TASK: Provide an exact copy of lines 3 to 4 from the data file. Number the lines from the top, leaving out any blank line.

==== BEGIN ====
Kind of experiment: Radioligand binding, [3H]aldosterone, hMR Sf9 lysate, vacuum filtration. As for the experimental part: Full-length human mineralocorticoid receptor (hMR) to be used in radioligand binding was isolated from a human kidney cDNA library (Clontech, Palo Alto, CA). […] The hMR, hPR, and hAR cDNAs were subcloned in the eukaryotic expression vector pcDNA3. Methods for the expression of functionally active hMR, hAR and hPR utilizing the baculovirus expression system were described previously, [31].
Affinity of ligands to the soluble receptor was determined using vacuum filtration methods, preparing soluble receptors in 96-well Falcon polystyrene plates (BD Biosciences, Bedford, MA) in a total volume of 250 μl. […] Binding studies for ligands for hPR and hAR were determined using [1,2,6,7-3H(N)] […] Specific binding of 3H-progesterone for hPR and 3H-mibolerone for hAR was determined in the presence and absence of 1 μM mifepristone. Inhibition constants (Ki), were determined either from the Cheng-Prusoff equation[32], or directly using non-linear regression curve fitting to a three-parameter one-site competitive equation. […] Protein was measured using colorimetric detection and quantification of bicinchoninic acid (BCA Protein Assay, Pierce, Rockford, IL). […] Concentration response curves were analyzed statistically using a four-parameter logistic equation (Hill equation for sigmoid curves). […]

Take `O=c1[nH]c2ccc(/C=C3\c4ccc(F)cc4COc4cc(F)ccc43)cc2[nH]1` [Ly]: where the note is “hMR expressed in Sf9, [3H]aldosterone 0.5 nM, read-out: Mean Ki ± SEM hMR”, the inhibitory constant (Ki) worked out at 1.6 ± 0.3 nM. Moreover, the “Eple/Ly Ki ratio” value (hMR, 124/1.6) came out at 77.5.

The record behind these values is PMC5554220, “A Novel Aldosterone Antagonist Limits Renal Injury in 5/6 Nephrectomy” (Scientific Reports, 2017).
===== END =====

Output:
Take `O=c1[nH]c2ccc(/C=C3\c4ccc(F)cc4COc4cc(F)ccc43)cc2[nH]1` [Ly]: where the note is “hMR expressed in Sf9, [3H]aldosterone 0.5 nM, read-out: Mean Ki ± SEM hMR”, the inhibitory constant (Ki) worked out at 1.6 ± 0.3 nM. Moreover, the “Eple/Ly Ki ratio” value (hMR, 124/1.6) came out at 77.5.

The record behind these values is PMC5554220, “A Novel Aldosterone Antagonist Limits Renal Injury in 5/6 Nephrectomy” (Scientific Reports, 2017).